Manchester to apply for federal grant to address potential SNHU garage traffic surge

By Paul Feely New Hampshire Union Leader

MANCHESTER — In response to concerns over possible increases in traffic on South Commercial Street when a Southern New Hampshire University (SNHU) parking garage is expected to open this summer, city aldermen voted Tuesday to apply for federal grant funds for a possible second egress for the area.

Mayor Joyce Craig brought up the opportunity for the city to apply for a federal Better Utilizing Investments to Leverage Development (BUILD) Transportation Discretionary Grant, under the “new business” portion of Tuesday’s Board of Mayor and Aldermen meeting.

“While the garage developer, SNHU and the Department of Public Works will all be completing mitigation efforts to help improve the flow of traffic, it is essential to find a second egress out of South Commercial Street,” Craig told aldermen on Tuesday.

“Based on the geography of the area, the challenges that crossing a rail line entail, and the lack of city-owned property in the area, there is no quick or inexpensive solution for a second egress. Each option that we have explored will require a significant expense to construct.”

SNHU plans to offer public parking at its new Millyard garage during off-business hours and will phase in using the garage to monitor any travel tie-ups. A traffic study submitted by the developer in 2017 said some intersections along Granite Street could be filled beyond their capacity by 2030 and suggested “the city may also wish to explore the feasibility of obtaining a future secondary access to Elm Street from South Commercial Street via a new railroad crossing.”

The 1,700-space garage next to Northeast Delta Dental Stadium will be used by university employees working at the Millyard, said Lauren Keane, assistant vice president of communications for SNHU, in an email.

Developer Peter Flotz has said he plans to turn the garage over to SNHU, completed, by July 1.

SNHU plans to monitor garage traffic conditions, offer some public parking

Within the last week, Craig said, city staff identified a federal grant opportunity that would not only assist with funding a second egress out of the area, but that would also improve transportation and increase economic development options along the South Elm corridor.

Federal BUILD grants, formerly called TIGER grants, are awarded on a competitive basis to municipalities and states for significant transportation projects. The awards can be up to $25 million, with an 80/20 federal/local split, though they can potentially be 100 percent federally funded for communities like Manchester.

“After consulting with city staff, we feel that there is a significant opportunity for the city through this grant to not only find a solution to the South Commercial Street egress challenge, but improve and further develop the South Elm Street corridor for potentially the same cost as a small scale fix to the egress challenge,” said Craig.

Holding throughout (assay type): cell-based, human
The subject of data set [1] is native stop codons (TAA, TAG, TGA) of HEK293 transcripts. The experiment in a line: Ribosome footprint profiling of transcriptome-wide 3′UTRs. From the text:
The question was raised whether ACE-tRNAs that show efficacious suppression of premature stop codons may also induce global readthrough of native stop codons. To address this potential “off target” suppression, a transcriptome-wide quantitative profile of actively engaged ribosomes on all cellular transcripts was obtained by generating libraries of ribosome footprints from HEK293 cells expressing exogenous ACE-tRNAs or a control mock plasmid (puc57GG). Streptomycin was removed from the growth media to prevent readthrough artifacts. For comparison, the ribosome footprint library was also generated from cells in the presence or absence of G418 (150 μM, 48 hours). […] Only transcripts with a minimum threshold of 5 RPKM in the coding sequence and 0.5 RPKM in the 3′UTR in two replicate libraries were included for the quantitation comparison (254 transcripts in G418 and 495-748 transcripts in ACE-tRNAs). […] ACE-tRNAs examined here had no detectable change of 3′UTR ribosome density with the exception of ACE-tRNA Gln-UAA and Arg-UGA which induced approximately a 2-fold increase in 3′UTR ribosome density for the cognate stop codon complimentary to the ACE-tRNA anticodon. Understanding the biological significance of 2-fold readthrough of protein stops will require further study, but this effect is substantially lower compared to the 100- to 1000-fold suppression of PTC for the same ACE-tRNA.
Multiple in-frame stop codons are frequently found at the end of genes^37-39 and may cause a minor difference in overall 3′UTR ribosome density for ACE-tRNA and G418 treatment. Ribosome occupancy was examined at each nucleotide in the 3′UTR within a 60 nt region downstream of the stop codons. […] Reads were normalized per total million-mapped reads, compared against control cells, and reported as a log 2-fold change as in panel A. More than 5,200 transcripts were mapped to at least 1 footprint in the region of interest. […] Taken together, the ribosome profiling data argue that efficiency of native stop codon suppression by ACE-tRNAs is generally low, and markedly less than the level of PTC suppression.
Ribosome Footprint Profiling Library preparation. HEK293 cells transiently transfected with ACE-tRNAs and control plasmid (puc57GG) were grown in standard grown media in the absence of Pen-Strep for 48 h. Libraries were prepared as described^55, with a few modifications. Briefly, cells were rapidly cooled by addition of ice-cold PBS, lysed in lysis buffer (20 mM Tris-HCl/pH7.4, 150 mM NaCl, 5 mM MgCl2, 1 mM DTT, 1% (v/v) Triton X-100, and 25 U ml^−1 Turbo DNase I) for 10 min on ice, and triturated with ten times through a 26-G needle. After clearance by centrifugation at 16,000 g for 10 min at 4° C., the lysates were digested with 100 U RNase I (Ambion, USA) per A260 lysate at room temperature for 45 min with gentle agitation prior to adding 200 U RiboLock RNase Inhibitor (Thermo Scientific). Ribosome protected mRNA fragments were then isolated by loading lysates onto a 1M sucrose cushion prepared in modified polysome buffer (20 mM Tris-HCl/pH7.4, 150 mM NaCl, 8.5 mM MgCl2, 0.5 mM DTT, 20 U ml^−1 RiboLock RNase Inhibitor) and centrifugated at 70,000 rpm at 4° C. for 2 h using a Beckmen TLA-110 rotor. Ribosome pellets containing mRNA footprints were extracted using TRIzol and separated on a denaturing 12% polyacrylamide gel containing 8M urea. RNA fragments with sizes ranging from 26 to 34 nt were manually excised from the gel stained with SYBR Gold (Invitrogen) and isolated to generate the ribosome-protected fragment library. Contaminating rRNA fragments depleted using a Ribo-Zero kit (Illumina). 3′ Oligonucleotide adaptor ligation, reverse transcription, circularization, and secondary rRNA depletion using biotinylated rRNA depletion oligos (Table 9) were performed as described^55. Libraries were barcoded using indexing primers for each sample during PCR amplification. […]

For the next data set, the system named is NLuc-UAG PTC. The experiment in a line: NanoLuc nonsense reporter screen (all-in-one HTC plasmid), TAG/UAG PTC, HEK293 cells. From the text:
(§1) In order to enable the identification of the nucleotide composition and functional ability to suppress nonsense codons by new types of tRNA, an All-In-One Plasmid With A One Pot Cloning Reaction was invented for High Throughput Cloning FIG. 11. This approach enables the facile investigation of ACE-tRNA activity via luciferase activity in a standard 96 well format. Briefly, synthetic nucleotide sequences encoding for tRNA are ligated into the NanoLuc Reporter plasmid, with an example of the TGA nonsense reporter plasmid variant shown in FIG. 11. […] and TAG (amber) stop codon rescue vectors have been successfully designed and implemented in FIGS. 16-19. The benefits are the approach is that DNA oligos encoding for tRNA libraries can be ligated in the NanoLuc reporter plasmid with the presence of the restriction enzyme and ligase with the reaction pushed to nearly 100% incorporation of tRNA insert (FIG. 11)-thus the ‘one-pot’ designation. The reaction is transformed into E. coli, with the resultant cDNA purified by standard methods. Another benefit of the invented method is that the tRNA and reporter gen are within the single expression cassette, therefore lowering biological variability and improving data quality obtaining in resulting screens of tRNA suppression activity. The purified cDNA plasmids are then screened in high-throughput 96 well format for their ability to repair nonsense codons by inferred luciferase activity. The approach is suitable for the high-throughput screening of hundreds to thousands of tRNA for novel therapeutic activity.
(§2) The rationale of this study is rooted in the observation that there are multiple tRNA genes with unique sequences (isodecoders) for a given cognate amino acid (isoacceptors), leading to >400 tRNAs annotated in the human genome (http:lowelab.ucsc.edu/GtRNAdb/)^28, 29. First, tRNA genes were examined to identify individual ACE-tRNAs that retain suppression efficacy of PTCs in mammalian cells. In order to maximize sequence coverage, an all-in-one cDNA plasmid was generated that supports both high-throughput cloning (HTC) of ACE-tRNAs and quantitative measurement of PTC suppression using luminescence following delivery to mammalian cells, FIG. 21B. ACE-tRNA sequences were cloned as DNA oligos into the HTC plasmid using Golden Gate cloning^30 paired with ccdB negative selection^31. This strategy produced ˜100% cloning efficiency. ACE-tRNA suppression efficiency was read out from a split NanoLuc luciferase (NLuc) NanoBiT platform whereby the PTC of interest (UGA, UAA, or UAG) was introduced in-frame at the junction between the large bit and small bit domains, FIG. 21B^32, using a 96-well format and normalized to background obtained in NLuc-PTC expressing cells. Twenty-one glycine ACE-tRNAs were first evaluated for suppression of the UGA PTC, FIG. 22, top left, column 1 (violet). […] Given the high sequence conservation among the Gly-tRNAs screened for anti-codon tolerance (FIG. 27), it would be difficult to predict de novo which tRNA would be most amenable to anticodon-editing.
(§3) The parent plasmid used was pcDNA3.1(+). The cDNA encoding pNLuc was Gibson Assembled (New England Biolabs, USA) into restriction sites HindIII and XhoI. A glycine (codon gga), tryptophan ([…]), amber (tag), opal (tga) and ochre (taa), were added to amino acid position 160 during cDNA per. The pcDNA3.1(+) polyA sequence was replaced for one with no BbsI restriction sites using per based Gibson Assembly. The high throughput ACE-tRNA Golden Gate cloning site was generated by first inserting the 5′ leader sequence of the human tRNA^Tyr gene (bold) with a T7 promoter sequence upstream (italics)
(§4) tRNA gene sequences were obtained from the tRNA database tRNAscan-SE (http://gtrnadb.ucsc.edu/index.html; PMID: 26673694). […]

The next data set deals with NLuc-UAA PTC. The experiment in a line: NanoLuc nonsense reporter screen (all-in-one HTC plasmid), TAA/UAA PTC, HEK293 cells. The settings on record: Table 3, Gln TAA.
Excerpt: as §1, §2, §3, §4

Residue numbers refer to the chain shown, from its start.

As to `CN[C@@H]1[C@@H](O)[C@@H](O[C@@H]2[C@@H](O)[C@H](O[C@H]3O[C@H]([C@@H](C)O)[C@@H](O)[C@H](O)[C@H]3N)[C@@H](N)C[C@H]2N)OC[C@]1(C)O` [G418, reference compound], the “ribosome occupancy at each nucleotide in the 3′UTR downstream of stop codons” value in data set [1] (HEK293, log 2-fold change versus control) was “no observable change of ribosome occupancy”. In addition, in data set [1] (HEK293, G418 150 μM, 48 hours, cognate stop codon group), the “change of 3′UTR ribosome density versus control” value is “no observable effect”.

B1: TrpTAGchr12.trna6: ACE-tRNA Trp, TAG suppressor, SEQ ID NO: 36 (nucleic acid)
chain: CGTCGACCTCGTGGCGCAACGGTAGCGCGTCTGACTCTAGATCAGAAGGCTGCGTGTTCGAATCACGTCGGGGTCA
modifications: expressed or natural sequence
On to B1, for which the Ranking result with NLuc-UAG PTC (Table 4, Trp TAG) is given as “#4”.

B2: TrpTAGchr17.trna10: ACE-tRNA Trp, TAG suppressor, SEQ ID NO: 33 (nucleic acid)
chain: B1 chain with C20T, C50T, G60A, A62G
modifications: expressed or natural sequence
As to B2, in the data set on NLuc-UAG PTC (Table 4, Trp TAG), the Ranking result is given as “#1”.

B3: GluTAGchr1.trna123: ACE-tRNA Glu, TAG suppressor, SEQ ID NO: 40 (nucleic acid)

Last month, U.S. Department of Transportation (DOT) Secretary Elaine Chao announced that the DOT has rolled out a Notice of Funding Opportunity (NOFO) to apply for $900 million in discretionary grant funding through the BUILD Transportation Discretionary Grants program.

Funding for this $900 million in BUILD grants is made available through the Consolidated Appropriations Act of 2019. The maximum grant award is $25 million with no more than $90 million that can be awarded to a single state. The DOT said the deadline to submit a FY 2019 BUILD Transportation Discretionary Grant application is July 15, less than 10 weeks away.

Craig said because BUILD grants are very competitive, the city plans to hire a consultant to assist in completing the grant application in time.

According to Craig, public works officials identified CLD/Fuss & O’Neill as an engineering firm “with both the experience in securing these grants for other communities and the local knowledge of Manchester” to complete an application before the deadline at an estimated cost of $100,000.

Craig said Flotz has offered to pay $50,000 of the cost to complete the application.

Aldermen voted in favor of accepting the offer of $50,000 from Flotz, and waiving the formal procurement ordinance requirements in order for Public Works to enter into a contract with CLD/Fuss & O’Neill for its assistance in completing the BUILD grant application prior to the July 15 deadline.

“These actions (will) allow city staff and CLD/Fuss & O’Neill to begin work on the application as soon as possible while we work to identify a funding source for the remainder of the contract with the engineering firm over the next few weeks,” Craig told aldermen.

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